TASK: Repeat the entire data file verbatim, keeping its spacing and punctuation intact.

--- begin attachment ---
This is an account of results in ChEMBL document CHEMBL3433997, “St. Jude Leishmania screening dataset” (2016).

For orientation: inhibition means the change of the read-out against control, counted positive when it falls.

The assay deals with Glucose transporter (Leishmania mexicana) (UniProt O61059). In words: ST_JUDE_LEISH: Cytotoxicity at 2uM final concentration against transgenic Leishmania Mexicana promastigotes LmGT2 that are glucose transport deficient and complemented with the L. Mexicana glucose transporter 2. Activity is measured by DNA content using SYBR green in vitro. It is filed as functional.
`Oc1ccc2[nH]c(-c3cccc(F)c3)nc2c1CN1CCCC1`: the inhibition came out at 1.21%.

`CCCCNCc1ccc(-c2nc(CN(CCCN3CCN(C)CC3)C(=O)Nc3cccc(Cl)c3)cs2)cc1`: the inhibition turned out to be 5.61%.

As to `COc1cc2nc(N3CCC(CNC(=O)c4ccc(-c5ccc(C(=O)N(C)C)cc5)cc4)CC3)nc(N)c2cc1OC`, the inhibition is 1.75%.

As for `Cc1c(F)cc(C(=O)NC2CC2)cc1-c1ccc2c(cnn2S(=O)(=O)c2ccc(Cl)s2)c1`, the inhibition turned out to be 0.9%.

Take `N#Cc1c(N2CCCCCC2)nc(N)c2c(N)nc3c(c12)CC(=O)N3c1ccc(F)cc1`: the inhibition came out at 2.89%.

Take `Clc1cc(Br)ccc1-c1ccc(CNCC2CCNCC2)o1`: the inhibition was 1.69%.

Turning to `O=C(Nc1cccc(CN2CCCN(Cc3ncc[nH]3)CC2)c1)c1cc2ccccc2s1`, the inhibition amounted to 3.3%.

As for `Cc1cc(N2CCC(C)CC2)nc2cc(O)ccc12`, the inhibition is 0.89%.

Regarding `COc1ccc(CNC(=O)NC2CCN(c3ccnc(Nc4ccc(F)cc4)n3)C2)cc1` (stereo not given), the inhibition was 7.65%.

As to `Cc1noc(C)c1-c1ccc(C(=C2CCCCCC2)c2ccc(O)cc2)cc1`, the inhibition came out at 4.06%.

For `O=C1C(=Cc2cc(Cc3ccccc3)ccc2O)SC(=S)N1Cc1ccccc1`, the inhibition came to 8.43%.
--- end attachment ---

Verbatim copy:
This is an account of results in ChEMBL document CHEMBL3433997, “St. Jude Leishmania screening dataset” (2016).

For orientation: inhibition means the change of the read-out against control, counted positive when it falls.

The assay deals with Glucose transporter (Leishmania mexicana) (UniProt O61059). In words: ST_JUDE_LEISH: Cytotoxicity at 2uM final concentration against transgenic Leishmania Mexicana promastigotes LmGT2 that are glucose transport deficient and complemented with the L. Mexicana glucose transporter 2. Activity is measured by DNA content using SYBR green in vitro. It is filed as functional.
`Oc1ccc2[nH]c(-c3cccc(F)c3)nc2c1CN1CCCC1`: the inhibition came out at 1.21%.

`CCCCNCc1ccc(-c2nc(CN(CCCN3CCN(C)CC3)C(=O)Nc3cccc(Cl)c3)cs2)cc1`: the inhibition turned out to be 5.61%.

As to `COc1cc2nc(N3CCC(CNC(=O)c4ccc(-c5ccc(C(=O)N(C)C)cc5)cc4)CC3)nc(N)c2cc1OC`, the inhibition is 1.75%.

As for `Cc1c(F)cc(C(=O)NC2CC2)cc1-c1ccc2c(cnn2S(=O)(=O)c2ccc(Cl)s2)c1`, the inhibition turned out to be 0.9%.

Take `N#Cc1c(N2CCCCCC2)nc(N)c2c(N)nc3c(c12)CC(=O)N3c1ccc(F)cc1`: the inhibition came out at 2.89%.

Take `Clc1cc(Br)ccc1-c1ccc(CNCC2CCNCC2)o1`: the inhibition was 1.69%.

Turning to `O=C(Nc1cccc(CN2CCCN(Cc3ncc[nH]3)CC2)c1)c1cc2ccccc2s1`, the inhibition amounted to 3.3%.

As for `Cc1cc(N2CCC(C)CC2)nc2cc(O)ccc12`, the inhibition is 0.89%.

Regarding `COc1ccc(CNC(=O)NC2CCN(c3ccnc(Nc4ccc(F)cc4)n3)C2)cc1` (stereo not given), the inhibition was 7.65%.

As to `Cc1noc(C)c1-c1ccc(C(=C2CCCCCC2)c2ccc(O)cc2)cc1`, the inhibition came out at 4.06%.

For `O=C1C(=Cc2cc(Cc3ccccc3)ccc2O)SC(=S)N1Cc1ccccc1`, the inhibition came to 8.43%.